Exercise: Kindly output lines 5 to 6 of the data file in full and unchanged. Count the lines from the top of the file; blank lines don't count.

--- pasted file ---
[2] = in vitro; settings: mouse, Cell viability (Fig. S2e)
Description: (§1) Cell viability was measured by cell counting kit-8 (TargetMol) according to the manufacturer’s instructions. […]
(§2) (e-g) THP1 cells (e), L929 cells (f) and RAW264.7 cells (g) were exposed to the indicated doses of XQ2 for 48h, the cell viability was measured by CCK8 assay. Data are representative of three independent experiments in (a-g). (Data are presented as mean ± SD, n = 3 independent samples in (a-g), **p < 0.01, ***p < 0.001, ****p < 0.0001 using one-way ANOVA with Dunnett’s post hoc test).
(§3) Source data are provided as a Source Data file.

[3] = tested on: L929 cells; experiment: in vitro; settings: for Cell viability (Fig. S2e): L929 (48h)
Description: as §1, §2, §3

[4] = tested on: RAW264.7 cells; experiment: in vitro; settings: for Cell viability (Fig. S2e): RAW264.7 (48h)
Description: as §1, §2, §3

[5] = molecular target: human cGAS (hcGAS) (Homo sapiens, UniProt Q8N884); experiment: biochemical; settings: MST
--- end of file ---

[3] = tested on: L929 cells; experiment: in vitro; settings: for Cell viability (Fig. S2e): L929 (48h)
Description: as §1, §2, §3